I am probably not the right person to answer this for you (hardly mr. WKC), but i'll offer my opinion, it works ok for me.

          1). I am not quite sure what you mean by taiatari kote (hiki kote maybe??) but non the less, there is no real 'best' oji-waza. You simplyt have to use what works best for you. And unfortunately the best defence in my opinion against a quick opponent, is to be even quicker. Train hard to become the fastest, and remember relaxation=fluidity=speed.

          2). As for the kamae, hasso is a dangerous kamae to take in shiai, i have faced more than one opponent who 'had a go' at hasso. My first simple reaction is a good strong left-kote. There seems to be argument over whether this is valid datotsu or not, but either way, it shakes thier kamae.
          as for nuki-dou, i currently don't use it.

          3). as for the head dodge, i suppose i should say 'don't do that', but i don't know of a succesful shiai-sha who doesn't use it to escape a sticky situation, even the japanese guys at the WKC. No it is not 'good' kendo. however, we are not all 'good' at kendo, so those of us that don't have impenetrable oji-waza yet, still need to avoid defeat. Be careful though, do not break posture too much, or you'll end up on your a$$. ALWAYS be in a position from which you can attack!

          Also, what i (in my limited experience) would consider most important for success in shiai is to be fearless.And do not play defensive, nobody can defend forever. This is not easy, however, always have the strongest mind and the strongest heart, no matter who the opponent. Give everything to your cuts, sacrifice yourself to the attack, and believe you will be successful. The outcome can be determined in sonkyo.

          oh, and lastly, keep calm, don't let adrenaline get the best of you. And don't make $##t up, stick to the kendo you have been taught, there are no waza or kamae that are yet to be discovered.

          hope it helps. if not then i apologize for writing a load of useless crap.

          Andy Fisher
          DSKYK Preston
          Great Britain

          Please note:- I am in no way saying that this is the 'correct' method, nor am i suggesting that this should be the 'correct' method. Also i am not claiming that this is what is taught in my dojo, or it's affiliates. This is simply my opinion, and it works for me, at this stage in my kendo career it's 'validity' does not overly concern me.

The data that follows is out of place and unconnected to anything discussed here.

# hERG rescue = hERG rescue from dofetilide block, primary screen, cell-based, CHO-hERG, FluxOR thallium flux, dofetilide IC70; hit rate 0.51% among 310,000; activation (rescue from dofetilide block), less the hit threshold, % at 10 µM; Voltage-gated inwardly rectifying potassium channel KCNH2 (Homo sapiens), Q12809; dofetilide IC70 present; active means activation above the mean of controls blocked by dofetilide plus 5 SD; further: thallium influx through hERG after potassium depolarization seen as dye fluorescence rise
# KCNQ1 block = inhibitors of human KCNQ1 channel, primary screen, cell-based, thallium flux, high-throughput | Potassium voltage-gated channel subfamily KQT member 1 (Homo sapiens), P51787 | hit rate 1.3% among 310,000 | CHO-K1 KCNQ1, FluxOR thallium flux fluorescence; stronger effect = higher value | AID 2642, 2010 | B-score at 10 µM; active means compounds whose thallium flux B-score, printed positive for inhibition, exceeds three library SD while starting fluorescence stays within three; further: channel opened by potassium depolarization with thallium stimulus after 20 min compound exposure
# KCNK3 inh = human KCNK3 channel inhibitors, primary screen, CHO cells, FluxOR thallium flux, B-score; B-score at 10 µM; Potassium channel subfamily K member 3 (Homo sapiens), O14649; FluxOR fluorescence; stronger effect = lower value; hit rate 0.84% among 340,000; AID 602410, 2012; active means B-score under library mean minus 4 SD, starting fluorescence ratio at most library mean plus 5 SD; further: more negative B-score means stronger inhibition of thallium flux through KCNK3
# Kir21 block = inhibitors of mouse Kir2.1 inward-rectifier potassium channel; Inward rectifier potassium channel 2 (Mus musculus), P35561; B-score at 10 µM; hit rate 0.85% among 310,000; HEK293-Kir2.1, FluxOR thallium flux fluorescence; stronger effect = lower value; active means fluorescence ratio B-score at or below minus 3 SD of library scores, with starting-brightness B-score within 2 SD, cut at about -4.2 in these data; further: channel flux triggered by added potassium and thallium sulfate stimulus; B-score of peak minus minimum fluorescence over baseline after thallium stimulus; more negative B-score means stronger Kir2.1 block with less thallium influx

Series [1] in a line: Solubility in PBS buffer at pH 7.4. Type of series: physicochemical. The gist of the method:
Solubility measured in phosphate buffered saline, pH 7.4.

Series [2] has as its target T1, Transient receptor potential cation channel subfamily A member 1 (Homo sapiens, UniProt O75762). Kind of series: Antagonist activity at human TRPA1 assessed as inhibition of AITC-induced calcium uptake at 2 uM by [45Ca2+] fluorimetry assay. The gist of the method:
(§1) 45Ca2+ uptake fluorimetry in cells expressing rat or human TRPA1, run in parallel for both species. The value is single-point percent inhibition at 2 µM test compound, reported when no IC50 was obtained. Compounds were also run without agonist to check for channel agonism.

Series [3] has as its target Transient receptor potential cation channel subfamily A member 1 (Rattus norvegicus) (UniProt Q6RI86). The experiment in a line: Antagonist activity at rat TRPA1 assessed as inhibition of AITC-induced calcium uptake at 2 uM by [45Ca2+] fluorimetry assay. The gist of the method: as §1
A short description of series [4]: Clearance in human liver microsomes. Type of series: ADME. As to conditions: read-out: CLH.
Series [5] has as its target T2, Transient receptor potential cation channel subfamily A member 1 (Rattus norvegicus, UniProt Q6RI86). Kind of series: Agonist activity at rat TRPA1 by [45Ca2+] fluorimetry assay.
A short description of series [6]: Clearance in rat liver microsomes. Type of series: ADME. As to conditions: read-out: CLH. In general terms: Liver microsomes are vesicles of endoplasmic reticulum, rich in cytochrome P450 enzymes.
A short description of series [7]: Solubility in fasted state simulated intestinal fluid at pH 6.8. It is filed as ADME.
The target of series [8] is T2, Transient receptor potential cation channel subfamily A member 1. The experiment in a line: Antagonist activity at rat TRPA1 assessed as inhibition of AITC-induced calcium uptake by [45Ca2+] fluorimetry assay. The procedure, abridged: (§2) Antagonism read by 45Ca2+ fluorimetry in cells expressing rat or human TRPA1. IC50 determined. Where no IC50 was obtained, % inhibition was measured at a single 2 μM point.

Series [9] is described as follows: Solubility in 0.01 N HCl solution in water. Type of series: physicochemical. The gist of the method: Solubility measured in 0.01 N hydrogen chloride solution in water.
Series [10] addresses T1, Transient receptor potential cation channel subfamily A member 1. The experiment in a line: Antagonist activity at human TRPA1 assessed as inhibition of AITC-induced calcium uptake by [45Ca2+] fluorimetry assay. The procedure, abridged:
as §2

Comment


          • #6
            Originally posted by Kichigai
            3.) Lastly, any good tips for practicing the head-dodge? Not being able to do that really killed me on the first hit.
            3 better ways how not to get hit on men

            1. perfect superstrong Kamae with plenty of fighting spirit- your best defence at all!

            2. Use shinai to block or footwork to move in order to avoid being hit - if your oponents gets off tempo or off balance hit him in return quickly.

            3. "Read", observe your oponent - anticipate your oponent's men-uchi and make oji-waza, or lure him to attack you when YOU want and make oji-waza (or de-kote or de-men). Kinda advanced, but works good when you are enough self-confident.

            Comment


            • #7
              Originally posted by D'Artagnan
              as for the head dodge, i suppose i should say 'don't do that', but i don't know of a succesful shiai-sha who doesn't use it to escape a sticky situation, even the japanese guys at the WKC.
              Seriously? My experience has been the opposite. Sure, I see it sometimes, but the strongest players that I see are winning because they are doing good, strong attacks.

              Comment


              • #8
                Originally posted by Kichigai
                ... Lastly, any good tips for practicing the head-dodge?...
                Go to a kumdo dojang.



                Thank you. Thank you. I'll be at the Sands Casino & Hotel all week long.

                Comment


                • #9
                  Wow! Such a great response! Thanks, everyone!

                  I'm definitely not doing head dodging then. Taking Kendo for the martial arts aspect of it, and not the sportive, I don't think I'll try that out, and instead, as one of you mentioned, just overpower them with kiai and leave nothing to attack.

                  While I do like Jodan, and have used it quite effectively in keiko, I'm going to stick with chudan for now. Thanks, Neil.

                  Thanks again all!

                  Comment


                  • #10
                    Originally posted by Charlie
                    Seriously? My experience has been the opposite. Sure, I see it sometimes, but the strongest players that I see are winning because they are doing good, strong attacks.
                    of course, good strong attacks are what makes the difference between winning and losing. However, even the great guys make tiny errors. But they never just stand there and trust they wont be stuck. they move thier head, albeit slightly. I mean i'm not talking about HUGE back bending dodges. just small movements, that help you not be there. but hey, what do i know.